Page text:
May 14, 2020
Issue 322  |  View Past Issues

Editor's Note

A decade ago over 40 per cent of Great Britain’s power generation came from coal plants. This week, it clocked up its first full month of coal-free generation since the advent of the power grid in 1882. In the US, in 2019 coal generation fell to a 42-year low with the utilisation of the remaining plants falling to record low levels. The latest official US Government estimate is that coal generation will fall a further 25 per cent in 2020 while renewable generation increases.

The coal to renewables switch is gathering pace elsewhere too. In South Korea, a high-level committee has proposed a dramatic increase in renewable generation and the closure of half the country’s coal units by 2034. In Germany, reduced power demand has undermined power prices to the point that a leading power sector analyst argues old lignite plants “are clearly in the death zone”.

While COVID-19 restrictions are contributing factors in some of these developments, the transition to renewables is hampered, such as in India, by high-level political support for the development of new coal mines and public lending agencies’ willingness to finance new coal plants despite the risk of stranded assets.

Even so, other thermal coal incumbents are struggling. Anglo American has flagged that it wants to exit its thermal coal mines, coal exporters have been hit by the slump in coal prices and Vale is pondering a costly revamp of its mine in Mozambique in the hope it may be able to sell it off or at least attract a joint venture partner.

Bob Burton


India’s CO2 emissions fall for first time in four decades amid coronavirus

India’s carbon dioxide emissions have declined for the first time in 40 years, in part due to a decline in coal consumption, write Lauri Myllyvirta and Sunil Dahiya in Carbon Brief.

COVID-19 will not slow Southeast Asia's shift from coal to renewables

The early signs are that volatility in the fossil fuel sector is further driving the case for Asia to embrace the security of domestic renewable energy and, if anything, hasten the clean transition, writes Sara Jane Ahmed from the Institute for Energy Economics and Financial Analysis in Nikkei Asian Review.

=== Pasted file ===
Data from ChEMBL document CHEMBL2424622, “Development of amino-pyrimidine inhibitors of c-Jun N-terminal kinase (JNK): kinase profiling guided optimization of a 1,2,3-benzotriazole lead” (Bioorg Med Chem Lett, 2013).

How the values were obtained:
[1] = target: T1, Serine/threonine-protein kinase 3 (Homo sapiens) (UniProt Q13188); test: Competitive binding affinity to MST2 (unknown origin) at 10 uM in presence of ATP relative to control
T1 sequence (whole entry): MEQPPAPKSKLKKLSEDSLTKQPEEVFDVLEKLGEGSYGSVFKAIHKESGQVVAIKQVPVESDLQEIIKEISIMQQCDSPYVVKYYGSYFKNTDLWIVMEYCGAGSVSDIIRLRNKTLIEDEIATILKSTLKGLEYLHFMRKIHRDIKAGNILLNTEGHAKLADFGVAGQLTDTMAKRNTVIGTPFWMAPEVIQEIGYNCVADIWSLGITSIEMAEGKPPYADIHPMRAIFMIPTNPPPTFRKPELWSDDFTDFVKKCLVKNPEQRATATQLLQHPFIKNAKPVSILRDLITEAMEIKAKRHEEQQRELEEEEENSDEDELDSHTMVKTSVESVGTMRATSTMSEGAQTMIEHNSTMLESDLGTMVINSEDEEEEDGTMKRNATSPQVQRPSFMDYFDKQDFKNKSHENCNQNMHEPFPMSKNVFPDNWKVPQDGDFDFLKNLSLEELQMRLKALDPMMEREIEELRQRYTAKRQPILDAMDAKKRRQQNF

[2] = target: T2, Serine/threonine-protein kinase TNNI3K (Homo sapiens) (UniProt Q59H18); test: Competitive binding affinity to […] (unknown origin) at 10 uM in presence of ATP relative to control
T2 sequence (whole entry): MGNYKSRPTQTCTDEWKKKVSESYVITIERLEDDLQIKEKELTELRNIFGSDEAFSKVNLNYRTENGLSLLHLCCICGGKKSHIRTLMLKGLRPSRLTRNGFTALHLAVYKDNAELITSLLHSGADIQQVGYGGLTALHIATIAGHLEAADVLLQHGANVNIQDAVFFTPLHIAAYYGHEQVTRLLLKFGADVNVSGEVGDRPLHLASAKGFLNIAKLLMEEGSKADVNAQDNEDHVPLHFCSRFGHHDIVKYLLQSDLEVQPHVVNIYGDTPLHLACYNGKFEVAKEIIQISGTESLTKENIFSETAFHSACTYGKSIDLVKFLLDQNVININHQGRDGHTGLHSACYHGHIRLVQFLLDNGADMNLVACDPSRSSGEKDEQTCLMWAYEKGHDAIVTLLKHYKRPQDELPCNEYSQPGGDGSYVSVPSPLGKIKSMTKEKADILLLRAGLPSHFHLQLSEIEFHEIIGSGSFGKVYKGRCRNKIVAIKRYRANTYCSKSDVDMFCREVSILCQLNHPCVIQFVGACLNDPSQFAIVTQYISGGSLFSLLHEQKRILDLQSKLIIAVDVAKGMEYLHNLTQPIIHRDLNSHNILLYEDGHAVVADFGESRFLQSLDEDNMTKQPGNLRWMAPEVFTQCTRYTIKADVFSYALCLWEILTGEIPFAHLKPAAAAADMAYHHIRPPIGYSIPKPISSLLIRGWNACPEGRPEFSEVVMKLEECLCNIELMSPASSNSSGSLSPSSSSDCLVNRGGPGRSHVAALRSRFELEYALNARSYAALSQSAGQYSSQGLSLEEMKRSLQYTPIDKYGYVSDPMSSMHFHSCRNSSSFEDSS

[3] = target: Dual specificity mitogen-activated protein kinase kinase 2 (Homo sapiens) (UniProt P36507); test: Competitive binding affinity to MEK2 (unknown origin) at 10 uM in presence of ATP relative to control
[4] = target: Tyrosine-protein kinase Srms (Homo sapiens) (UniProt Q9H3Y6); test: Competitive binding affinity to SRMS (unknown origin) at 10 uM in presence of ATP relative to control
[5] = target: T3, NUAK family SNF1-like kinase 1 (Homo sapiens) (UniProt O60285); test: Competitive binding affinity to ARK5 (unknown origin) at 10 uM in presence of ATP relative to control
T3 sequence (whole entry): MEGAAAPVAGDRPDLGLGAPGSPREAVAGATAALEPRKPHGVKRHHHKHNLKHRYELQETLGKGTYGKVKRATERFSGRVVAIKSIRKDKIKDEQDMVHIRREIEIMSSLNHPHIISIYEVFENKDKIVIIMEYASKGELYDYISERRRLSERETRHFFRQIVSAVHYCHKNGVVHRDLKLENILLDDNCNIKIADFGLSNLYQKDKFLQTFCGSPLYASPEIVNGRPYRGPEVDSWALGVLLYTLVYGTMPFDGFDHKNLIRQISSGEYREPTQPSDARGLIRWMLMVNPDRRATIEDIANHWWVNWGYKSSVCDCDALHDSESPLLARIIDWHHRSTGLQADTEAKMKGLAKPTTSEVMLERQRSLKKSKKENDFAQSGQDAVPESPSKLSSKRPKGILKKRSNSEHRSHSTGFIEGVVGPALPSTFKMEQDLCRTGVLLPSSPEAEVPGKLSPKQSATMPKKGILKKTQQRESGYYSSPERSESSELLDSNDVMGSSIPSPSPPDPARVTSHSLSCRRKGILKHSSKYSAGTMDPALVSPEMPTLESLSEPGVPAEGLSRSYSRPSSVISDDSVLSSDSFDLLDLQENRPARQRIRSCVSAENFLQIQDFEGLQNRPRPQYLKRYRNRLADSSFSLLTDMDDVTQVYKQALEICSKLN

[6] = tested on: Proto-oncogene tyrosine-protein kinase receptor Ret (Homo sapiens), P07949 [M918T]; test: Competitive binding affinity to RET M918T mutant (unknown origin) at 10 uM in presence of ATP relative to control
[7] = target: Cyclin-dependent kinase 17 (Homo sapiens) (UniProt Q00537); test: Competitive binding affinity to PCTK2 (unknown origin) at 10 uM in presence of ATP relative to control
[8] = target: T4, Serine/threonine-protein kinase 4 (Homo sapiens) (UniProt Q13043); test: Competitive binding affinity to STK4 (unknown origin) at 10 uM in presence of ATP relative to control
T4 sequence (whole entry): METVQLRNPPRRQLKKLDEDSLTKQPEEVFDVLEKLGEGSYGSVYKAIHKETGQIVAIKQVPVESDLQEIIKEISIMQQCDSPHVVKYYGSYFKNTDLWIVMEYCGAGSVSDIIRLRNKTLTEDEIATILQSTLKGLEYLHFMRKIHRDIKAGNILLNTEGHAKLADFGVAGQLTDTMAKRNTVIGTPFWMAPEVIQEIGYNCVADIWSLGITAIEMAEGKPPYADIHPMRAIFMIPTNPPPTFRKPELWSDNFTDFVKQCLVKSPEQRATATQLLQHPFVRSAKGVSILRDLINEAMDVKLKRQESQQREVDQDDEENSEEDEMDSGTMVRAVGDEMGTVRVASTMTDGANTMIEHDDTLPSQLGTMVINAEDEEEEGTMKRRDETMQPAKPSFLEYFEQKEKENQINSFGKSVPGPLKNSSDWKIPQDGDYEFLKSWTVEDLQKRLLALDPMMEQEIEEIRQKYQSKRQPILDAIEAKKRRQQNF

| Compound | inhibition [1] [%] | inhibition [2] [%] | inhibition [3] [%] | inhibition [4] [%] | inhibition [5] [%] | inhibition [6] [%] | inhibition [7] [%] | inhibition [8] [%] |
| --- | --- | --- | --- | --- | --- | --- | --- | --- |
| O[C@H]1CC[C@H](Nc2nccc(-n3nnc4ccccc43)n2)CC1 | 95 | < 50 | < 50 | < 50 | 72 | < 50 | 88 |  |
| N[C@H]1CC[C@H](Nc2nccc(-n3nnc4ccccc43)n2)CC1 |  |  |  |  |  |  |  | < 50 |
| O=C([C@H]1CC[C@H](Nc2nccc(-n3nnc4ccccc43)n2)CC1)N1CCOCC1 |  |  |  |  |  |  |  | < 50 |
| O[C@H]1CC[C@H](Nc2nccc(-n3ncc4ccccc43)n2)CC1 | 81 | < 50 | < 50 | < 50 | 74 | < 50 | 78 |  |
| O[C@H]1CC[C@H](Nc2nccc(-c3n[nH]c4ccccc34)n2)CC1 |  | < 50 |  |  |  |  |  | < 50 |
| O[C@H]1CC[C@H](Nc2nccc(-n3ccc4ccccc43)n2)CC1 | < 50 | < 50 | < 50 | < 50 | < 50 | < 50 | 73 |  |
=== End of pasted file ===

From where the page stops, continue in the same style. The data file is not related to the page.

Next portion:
The outlook for thermal coal in Southeast Asia and South Asia

There are major factors that should give investors pause about accepting the idea that Southeast and South Asia will underpin strong growth in thermal coal demand, writes Tim Buckley from the Institute for Energy Economics and Financial Analysis.

Top News

UK’s first coal-free month of power generation since industrial revolution: The power grid of Great Britain has run coal-free for over a month, signalling the dramatic acceleration from reliance on coal plants since the grid was established in 1882. The first coal-free generation runs were for four hours in May 2016 and for a full day in April 2017. In May 2019, Great Britain set new coal-free generation records in quick succession with both its first coal-free week and a separate coal-free fortnight. In 2012 coal generation supplied some 43 per cent of Great Britain’s electricity. The UK Government has set a target for an end of coal generation by October 1, 2025 but earlier this year proposed bringing this forward by a year. (INews, Carbon Brief)

South Korea could shut half its coal units by 2030: A working group advising the Ministry of Trade, Industry and Energy has proposed lifting the renewable energy target from 20 per cent by 2030 to 40 per cent by 2034. The group has also proposed cutting coal generation from the current 27.1 per cent of generation to 14.9 per cent by retiring about 30 of the country’s 60 coal units at the end of their 30-year life. It has proposed 24 of these units be converted to run on gas. The proposal comes after the resounding election victory of President Moon Jae-in’s Democratic Party, which has backed a Green New Deal, and as the ministry is drafting a new long-term electricity plan. South Korea is estimated to have imported 99 million tonnes of thermal coal in 2019, making it the fourth largest importer of the fuel in the Asian market. (Bloomberg, Yonhap)

US utility proposes closure of 1100 MW Great River plant: Great River Energy has proposed the closure of the 1151 megawatt (MW) Coal Creek Station in North Dakota in late 2022 and its replacement with electricity purchased from 1100 MW of wind generation by the end of 2023. The Coal Creek Station, which was first commissioned in 1979, consumes the bulk of the lignite from the nearby Falkirk mine operated by a subsidiary of North American Coal. Great River Energy has also announced it will convert the 99 MW lignite unit at the Spiritwood Industrial Park to run on gas and install a 1 MW demonstration battery. Republican North Dakota Governor, Doug Burgum, is opposed to closing the plant. (Utility Dive, Great River Energy)